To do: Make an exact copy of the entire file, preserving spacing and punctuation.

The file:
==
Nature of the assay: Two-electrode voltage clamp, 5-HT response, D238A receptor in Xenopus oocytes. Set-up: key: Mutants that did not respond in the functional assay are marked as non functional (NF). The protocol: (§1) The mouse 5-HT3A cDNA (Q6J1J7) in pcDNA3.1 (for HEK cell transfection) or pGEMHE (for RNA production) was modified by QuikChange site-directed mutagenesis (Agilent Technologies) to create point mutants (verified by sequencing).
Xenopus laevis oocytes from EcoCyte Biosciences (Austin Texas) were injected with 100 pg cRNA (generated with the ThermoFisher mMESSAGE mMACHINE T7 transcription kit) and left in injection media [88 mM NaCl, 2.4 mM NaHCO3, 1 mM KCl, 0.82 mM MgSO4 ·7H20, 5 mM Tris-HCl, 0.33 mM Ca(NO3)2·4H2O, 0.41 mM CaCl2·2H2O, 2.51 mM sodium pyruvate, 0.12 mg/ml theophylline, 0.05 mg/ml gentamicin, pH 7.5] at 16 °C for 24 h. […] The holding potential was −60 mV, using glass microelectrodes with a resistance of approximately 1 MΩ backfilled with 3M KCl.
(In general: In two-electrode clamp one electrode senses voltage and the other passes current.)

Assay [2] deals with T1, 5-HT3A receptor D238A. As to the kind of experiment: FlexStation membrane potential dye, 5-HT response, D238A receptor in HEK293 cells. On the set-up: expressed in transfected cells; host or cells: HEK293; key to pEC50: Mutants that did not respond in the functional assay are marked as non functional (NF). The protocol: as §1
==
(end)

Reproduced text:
Nature of the assay: Two-electrode voltage clamp, 5-HT response, D238A receptor in Xenopus oocytes. Set-up: key: Mutants that did not respond in the functional assay are marked as non functional (NF). The protocol: (§1) The mouse 5-HT3A cDNA (Q6J1J7) in pcDNA3.1 (for HEK cell transfection) or pGEMHE (for RNA production) was modified by QuikChange site-directed mutagenesis (Agilent Technologies) to create point mutants (verified by sequencing).
Xenopus laevis oocytes from EcoCyte Biosciences (Austin Texas) were injected with 100 pg cRNA (generated with the ThermoFisher mMESSAGE mMACHINE T7 transcription kit) and left in injection media [88 mM NaCl, 2.4 mM NaHCO3, 1 mM KCl, 0.82 mM MgSO4 ·7H20, 5 mM Tris-HCl, 0.33 mM Ca(NO3)2·4H2O, 0.41 mM CaCl2·2H2O, 2.51 mM sodium pyruvate, 0.12 mg/ml theophylline, 0.05 mg/ml gentamicin, pH 7.5] at 16 °C for 24 h. […] The holding potential was −60 mV, using glass microelectrodes with a resistance of approximately 1 MΩ backfilled with 3M KCl.
(In general: In two-electrode clamp one electrode senses voltage and the other passes current.)

Assay [2] deals with T1, 5-HT3A receptor D238A. As to the kind of experiment: FlexStation membrane potential dye, 5-HT response, D238A receptor in HEK293 cells. On the set-up: expressed in transfected cells; host or cells: HEK293; key to pEC50: Mutants that did not respond in the functional assay are marked as non functional (NF). The protocol: as §1